The Opioid Crisis: We Shouldn’t Have To Ration Anti-Overdose Medication In Midst Of An Epidemic
Writers offer perspectives on the opioid crisis.
Narcan Saved Me From An Opioid Overdose. Trump Should Make It Cheaper.
If not for naloxone, an opioid overdose reversal medicine, I wouldn’t be here today. My story can be instructive to President Trump as he launches a drive to reduce drug prices and make sure everyone has access to the medicines they need. My girlfriend and I are both past heroin users. We live in a one-bedroom apartment in Baltimore. One night eight months ago, we finished dinner, snorted some opioids and went into the kitchen. I was washing dishes and she was putting food away when I passed out, falling face-first into the sink. Fortunately, we had naloxone, in an easy-to-administer nasal spray called Narcan. (Perry Hopkins, 5/11)
While Opioids Kill West Virginians, There's Too Much Drug Money In Politics
Our country’s opioid epidemic is killing West Virginians and tearing families apart. Our small state has suffered the highest overdose death toll in the nation and is shouldering the biggest economic burden. A recent study by the American Enterprise Institute estimates that the opioid epidemic is costing West Virginia $8.8 billion a year, with 12 percent of the state’s gross domestic product dedicated to costs related to the epidemic. So why would West Virginia’s attorney general and U.S. Senate candidate, Patrick Morrisey, settle for pennies on the dollar with Cardinal Health, the drug distributor that pumped more than 241 million prescription painkillers over a six-year period into our state of 1.8 million people? Morrisey’s ties to big pharma have been well documented. We have known that Morrisey himself lobbied for the pharmaceutical industry before becoming attorney general. But recent news confirming that his wife was lobbying federal lawmakers on opioid-related issues for Cardinal Health — the state’s leading supplier of prescription painkillers — during his first three years in office should be a wake-up call for voters in our state. (Ken Hall, 5/10)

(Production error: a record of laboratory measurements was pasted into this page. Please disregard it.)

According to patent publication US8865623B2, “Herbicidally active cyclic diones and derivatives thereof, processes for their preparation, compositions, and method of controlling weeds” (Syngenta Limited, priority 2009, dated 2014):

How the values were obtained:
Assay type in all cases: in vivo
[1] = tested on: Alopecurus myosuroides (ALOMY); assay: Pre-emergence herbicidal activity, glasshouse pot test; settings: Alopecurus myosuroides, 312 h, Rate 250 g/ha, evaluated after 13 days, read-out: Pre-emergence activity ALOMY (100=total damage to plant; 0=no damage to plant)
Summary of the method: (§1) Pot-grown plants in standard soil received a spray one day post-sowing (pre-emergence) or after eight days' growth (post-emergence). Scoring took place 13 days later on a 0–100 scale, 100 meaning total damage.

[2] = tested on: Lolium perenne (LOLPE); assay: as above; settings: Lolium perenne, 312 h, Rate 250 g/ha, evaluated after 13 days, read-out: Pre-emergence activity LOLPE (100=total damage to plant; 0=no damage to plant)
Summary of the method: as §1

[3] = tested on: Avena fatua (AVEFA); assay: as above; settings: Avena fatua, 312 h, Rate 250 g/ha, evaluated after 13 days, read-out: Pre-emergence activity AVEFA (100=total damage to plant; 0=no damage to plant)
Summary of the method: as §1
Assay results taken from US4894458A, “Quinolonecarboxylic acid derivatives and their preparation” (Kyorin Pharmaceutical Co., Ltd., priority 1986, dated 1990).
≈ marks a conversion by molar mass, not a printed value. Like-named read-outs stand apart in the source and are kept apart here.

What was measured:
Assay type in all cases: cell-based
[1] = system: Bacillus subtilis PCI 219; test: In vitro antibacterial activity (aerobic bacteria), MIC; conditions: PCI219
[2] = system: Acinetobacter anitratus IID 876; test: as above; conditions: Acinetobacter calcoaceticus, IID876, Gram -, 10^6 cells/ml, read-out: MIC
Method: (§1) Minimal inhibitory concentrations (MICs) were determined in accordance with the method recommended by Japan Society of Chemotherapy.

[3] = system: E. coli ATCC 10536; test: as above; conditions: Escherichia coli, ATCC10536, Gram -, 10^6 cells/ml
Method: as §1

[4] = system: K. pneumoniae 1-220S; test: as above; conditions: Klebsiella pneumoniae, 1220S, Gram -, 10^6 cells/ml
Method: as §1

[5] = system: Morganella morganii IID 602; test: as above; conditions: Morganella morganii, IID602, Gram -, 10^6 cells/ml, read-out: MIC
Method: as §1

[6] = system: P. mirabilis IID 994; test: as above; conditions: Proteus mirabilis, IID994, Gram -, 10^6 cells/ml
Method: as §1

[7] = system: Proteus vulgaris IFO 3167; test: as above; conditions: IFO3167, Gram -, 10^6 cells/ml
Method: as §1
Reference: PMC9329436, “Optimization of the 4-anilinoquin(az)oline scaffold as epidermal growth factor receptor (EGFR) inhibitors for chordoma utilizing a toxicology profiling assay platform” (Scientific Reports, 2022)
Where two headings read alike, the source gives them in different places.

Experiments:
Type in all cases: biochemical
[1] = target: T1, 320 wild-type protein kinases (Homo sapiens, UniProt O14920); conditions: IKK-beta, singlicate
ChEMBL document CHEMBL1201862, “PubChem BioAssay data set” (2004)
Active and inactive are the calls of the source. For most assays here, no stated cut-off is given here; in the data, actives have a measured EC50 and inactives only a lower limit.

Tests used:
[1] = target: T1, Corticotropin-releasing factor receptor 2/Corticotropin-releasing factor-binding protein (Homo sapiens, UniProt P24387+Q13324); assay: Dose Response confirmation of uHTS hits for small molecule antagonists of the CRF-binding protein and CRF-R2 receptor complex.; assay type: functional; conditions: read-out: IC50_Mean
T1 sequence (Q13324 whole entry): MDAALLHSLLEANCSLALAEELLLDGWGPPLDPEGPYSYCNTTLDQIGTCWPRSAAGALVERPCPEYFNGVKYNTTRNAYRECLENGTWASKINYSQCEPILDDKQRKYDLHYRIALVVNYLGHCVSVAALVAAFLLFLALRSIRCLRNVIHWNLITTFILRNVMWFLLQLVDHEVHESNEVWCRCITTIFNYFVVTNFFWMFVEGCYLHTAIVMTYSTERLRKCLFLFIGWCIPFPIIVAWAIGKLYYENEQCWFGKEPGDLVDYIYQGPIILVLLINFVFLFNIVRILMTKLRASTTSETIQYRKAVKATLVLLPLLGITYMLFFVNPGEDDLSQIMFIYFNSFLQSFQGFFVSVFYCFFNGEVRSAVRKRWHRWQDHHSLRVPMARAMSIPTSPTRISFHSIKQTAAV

Des Moines Register:
Iowa Legislature’s Opioid Bill Did Not Go Far Enough
We need to talk about the Iowa Legislature’s opioid bill (HF 2377). Passing through the Senate and the House unanimously this past session, the legislation is a well-intentioned attempt to respond to the opioid crisis. But the Iowa Legislature’s attempt is far too narrow in its scope. The bill misses its intended target in several places, while failing to recognize the realities of Iowa’s current drug crisis. Advocates around the state have supported Good Samaritan provisions for several legislative sessions. This component of the bill allows immunity from arrest when an individual calls 911 in the event of an opioid overdose. (Sarah Ziegenhorn, 5/11)